In the face of the rising tide of right-wing populism and hyper nationalism that has engulfed countries in the West, especially the European Union, the results of the Presidential election in France have significant implications that go much beyond French national politics.
After the Brexit referendum and Donald Trump becoming the US President, the world was holding its breath while waiting for France to decide where exactly it leans on the new political landscape that is sharply divided in two parts – you are either with your nation-state or not.
While the defeat of Eurosceptic far-right parties in the recently held Austrian and Dutch general elections provided some relief to those against the demonisation of globalisation, the verdict in France is much more consequential in determining the future of Europe.
In the US election, the defeat of Hillary Clinton was trifling in comparison to the victory of a flippant Donald Trump. In the case of France, however, the defeat of the far-right Marine Le Pen is perhaps more significant and suggestive than Emmanuel Macron’s enormous victory.
Thirty nine-year-old Macron is quite an unusual political leader to have won the popular vote in a region at the crossroads. He is politically, culturally and economically liberal, has worked in the private sector and has never held elected office.
A political novice, he has spoken of reforming the French economy and the Eurozone but hasn't offered a clear agenda. While his support base constituted of educated citizens with white-collar jobs, his liberal and pro-EU stance was viewed with scepticism by many especially those with less education and low-paying jobs who lived away from the big cities.
After the results were declared, some labour unions in France announced that they would hold protests against the new President’s economic policies that they believe would threaten the protections offered to blue-collared workers.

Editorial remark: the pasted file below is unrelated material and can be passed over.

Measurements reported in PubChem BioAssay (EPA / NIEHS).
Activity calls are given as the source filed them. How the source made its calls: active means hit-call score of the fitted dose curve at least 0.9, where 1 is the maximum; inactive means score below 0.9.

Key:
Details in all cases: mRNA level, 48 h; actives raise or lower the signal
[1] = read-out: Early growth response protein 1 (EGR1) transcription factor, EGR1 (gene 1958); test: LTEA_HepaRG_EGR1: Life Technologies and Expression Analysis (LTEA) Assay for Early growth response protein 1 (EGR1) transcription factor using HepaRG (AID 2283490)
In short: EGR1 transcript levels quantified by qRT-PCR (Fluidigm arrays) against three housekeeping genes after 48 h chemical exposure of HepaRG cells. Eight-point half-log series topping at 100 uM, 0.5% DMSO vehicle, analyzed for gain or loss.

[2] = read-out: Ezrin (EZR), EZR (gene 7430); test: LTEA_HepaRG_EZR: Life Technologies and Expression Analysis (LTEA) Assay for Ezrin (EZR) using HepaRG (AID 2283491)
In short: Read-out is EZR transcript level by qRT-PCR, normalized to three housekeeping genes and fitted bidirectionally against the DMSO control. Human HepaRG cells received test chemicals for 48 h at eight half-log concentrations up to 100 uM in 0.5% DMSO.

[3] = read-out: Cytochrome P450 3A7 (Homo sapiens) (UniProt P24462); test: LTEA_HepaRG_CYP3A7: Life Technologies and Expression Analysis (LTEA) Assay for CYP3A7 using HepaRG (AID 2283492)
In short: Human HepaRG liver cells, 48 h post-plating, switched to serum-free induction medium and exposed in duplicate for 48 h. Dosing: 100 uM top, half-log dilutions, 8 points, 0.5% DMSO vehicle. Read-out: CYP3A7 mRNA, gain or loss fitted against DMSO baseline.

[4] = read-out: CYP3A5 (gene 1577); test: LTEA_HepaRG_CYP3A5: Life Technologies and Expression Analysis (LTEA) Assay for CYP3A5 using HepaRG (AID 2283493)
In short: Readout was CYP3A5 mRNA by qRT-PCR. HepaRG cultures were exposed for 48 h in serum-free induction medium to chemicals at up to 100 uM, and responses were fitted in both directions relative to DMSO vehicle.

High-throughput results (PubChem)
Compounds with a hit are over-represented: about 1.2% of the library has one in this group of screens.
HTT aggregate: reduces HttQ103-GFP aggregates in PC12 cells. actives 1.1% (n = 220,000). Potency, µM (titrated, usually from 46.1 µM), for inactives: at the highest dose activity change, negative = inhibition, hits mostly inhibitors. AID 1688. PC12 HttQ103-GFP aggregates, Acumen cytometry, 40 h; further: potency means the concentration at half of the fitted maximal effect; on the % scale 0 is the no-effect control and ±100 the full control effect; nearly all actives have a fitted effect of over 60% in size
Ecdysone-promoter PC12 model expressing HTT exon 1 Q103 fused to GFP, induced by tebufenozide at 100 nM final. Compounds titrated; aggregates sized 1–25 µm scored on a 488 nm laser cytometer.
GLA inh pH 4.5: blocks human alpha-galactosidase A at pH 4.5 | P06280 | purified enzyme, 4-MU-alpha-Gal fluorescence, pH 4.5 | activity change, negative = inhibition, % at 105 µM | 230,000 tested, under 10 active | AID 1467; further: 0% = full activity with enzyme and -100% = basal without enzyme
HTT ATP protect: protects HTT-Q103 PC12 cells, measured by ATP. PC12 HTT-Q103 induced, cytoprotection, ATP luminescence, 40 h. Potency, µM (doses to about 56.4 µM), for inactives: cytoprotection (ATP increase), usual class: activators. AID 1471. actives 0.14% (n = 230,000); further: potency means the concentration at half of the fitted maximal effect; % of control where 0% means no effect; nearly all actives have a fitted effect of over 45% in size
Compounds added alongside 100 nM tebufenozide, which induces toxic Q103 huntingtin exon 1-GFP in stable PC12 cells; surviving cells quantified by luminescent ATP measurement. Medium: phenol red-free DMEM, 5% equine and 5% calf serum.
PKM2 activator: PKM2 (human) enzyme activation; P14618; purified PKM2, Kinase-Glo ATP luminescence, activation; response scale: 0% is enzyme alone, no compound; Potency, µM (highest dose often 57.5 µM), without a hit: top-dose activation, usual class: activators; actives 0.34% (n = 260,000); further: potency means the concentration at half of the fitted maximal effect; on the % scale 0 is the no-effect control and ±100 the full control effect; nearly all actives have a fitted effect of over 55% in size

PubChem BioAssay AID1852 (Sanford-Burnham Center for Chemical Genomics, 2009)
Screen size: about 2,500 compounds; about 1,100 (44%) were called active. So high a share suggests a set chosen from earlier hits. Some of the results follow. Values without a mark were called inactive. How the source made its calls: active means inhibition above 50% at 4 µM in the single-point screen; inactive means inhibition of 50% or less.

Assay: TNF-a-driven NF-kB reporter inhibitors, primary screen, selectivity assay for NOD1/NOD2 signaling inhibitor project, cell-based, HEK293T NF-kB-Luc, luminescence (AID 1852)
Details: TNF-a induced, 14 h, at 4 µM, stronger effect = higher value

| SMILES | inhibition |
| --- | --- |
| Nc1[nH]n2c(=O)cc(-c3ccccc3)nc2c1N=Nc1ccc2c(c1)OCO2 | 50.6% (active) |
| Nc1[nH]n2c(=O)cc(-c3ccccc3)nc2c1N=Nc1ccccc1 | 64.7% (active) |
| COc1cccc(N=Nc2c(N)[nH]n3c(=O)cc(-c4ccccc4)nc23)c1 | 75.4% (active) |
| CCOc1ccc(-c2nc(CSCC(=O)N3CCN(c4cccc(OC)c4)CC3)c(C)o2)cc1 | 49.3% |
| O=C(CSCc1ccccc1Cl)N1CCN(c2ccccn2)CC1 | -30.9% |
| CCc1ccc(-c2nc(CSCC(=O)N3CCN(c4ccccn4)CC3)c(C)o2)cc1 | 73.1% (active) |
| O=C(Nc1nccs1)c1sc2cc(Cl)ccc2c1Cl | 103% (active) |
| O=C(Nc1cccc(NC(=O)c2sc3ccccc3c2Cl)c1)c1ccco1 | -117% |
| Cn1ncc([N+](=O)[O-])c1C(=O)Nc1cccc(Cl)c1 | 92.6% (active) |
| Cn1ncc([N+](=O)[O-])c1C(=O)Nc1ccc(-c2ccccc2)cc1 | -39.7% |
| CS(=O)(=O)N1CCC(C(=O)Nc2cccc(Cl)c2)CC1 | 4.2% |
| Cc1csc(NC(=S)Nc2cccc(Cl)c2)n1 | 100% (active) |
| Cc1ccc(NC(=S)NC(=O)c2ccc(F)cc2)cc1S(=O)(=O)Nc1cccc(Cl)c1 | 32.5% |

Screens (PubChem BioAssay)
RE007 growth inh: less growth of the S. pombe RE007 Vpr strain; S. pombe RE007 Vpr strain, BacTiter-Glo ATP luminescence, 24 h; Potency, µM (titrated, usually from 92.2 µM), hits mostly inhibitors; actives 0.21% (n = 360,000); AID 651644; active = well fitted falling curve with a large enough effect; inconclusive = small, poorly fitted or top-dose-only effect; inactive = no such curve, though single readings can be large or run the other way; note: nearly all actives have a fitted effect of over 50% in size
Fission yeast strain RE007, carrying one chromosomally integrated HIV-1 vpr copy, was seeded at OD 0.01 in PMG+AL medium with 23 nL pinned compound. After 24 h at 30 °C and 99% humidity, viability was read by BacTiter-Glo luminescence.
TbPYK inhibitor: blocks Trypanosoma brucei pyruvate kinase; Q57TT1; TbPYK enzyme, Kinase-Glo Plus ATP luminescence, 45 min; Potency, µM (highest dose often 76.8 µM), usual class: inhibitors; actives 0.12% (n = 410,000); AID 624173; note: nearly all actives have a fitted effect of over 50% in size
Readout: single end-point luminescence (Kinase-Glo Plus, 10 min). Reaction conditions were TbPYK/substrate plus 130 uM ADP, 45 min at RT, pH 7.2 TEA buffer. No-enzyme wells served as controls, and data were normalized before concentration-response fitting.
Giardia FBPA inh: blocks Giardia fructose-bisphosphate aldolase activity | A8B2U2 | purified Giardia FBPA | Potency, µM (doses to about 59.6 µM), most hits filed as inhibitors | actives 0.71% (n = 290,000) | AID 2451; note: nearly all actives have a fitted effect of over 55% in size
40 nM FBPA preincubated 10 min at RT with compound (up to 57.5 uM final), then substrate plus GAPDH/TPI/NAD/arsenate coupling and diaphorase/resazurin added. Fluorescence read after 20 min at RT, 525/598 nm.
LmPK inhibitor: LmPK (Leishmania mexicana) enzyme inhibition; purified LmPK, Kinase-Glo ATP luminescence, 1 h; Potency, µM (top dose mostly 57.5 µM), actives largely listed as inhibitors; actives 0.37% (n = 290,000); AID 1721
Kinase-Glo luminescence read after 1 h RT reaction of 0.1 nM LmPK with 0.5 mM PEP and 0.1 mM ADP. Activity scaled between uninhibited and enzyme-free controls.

In choosing Macron as their President with over 65 percent vote share, France has made it clear that it wants change. And in rejecting the anti-EU, anti-immigrant Le Pen whose vote share was about 34 percent, the French have demonstrated even more clearly what kind of change they do not want.
While Le Pen was seen as opposed to the intrinsic cultural ethos of France, Macron was perceived by the French as someone who would respect and uphold their secular and tolerant way of life.
Le Pen’s populist and nationalist Front National (FN) was formed 1972 by right-wing extremists. The country not only rejected her racist, protectionist, Eurosceptic and Islamophobic rhetoric but also refused to forget the xenophobic and anti-Semitic stands taken by members of her party including her father with reference to the Second World War.
Macron’s massive victory is a direct consequence of the rejection of Le Pen by the French electorate. After all, in the first round of the election around half the votes went to candidates who were opposed to free-markets and capitalism.
While Macron’s vote share was over 23 percent, former French prime minister and centre-right conservative leader Francois Fillon and the hard-leftist Jean-Luc Melenchon got a little over 19 percent each in the first round of voting held on 23 April.
Interestingly, unlike Hillary Clinton, Le Pen’s candidature wasn’t much about choosing a woman President. She did not endorse herself much as France’s first woman President. In fact she and her party are known to not hold views supportive of women’s rights. She has been opposed to progressive changes ensuring women’s health and safety especially with regard to women’s reproductive rights.